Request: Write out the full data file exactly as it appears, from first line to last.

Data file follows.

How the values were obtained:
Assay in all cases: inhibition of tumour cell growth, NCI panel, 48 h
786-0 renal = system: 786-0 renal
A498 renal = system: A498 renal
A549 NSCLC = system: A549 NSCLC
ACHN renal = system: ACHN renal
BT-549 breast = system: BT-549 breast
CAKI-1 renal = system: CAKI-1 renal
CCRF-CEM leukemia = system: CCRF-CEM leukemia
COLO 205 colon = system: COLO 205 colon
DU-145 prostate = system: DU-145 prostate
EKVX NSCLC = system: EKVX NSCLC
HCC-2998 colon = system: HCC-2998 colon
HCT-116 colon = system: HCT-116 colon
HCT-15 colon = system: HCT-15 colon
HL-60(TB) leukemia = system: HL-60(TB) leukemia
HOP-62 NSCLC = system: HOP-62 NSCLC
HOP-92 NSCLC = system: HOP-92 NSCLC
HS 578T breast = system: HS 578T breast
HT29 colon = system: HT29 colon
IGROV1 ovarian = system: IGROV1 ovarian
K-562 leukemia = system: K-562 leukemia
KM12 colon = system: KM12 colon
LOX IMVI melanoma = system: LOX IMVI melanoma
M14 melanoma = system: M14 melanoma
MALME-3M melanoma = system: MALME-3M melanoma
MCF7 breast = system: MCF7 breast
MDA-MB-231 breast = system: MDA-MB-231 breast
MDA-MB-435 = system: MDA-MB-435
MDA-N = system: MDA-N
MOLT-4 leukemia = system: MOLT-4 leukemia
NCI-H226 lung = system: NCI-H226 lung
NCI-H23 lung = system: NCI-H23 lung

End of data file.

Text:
How the values were obtained:
Assay in all cases: inhibition of tumour cell growth, NCI panel, 48 h
786-0 renal = system: 786-0 renal
A498 renal = system: A498 renal
A549 NSCLC = system: A549 NSCLC
ACHN renal = system: ACHN renal
BT-549 breast = system: BT-549 breast
CAKI-1 renal = system: CAKI-1 renal
CCRF-CEM leukemia = system: CCRF-CEM leukemia
COLO 205 colon = system: COLO 205 colon
DU-145 prostate = system: DU-145 prostate
EKVX NSCLC = system: EKVX NSCLC
HCC-2998 colon = system: HCC-2998 colon
HCT-116 colon = system: HCT-116 colon
HCT-15 colon = system: HCT-15 colon
HL-60(TB) leukemia = system: HL-60(TB) leukemia
HOP-62 NSCLC = system: HOP-62 NSCLC
HOP-92 NSCLC = system: HOP-92 NSCLC
HS 578T breast = system: HS 578T breast
HT29 colon = system: HT29 colon
IGROV1 ovarian = system: IGROV1 ovarian
K-562 leukemia = system: K-562 leukemia
KM12 colon = system: KM12 colon
LOX IMVI melanoma = system: LOX IMVI melanoma
M14 melanoma = system: M14 melanoma
MALME-3M melanoma = system: MALME-3M melanoma
MCF7 breast = system: MCF7 breast
MDA-MB-231 breast = system: MDA-MB-231 breast
MDA-MB-435 = system: MDA-MB-435
MDA-N = system: MDA-N
MOLT-4 leukemia = system: MOLT-4 leukemia
NCI-H226 lung = system: NCI-H226 lung
NCI-H23 lung = system: NCI-H23 lung